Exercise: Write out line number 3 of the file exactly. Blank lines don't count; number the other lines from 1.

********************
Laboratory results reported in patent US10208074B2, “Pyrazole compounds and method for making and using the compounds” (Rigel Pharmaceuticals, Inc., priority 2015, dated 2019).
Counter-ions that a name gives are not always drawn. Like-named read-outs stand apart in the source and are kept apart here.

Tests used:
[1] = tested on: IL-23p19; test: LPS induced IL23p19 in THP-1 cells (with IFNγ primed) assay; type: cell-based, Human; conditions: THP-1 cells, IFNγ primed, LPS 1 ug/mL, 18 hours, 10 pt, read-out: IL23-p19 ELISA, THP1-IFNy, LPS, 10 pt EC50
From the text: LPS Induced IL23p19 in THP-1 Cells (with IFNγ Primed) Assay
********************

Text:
Tests used: